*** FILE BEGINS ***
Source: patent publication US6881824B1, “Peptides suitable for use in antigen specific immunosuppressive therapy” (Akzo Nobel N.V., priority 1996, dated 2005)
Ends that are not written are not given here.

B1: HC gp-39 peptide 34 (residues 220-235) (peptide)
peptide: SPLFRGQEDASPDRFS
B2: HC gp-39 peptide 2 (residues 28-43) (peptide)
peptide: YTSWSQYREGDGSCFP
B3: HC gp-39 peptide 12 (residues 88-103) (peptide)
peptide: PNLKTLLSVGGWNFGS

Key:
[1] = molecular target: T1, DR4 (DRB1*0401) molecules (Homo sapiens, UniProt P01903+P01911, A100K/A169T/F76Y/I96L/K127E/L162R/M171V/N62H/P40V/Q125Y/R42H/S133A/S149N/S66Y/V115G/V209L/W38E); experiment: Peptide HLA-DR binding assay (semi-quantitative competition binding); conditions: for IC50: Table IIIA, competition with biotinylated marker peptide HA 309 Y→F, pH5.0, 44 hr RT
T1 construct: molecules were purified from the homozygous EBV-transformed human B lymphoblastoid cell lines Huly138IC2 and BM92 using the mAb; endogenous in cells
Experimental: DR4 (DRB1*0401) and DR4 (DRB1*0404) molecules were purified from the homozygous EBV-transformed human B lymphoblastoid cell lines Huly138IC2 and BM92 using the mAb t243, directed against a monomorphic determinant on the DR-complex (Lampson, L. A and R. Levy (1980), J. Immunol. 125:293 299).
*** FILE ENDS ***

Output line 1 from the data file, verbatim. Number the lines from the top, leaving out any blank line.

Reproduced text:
Source: patent publication US6881824B1, “Peptides suitable for use in antigen specific immunosuppressive therapy” (Akzo Nobel N.V., priority 1996, dated 2005)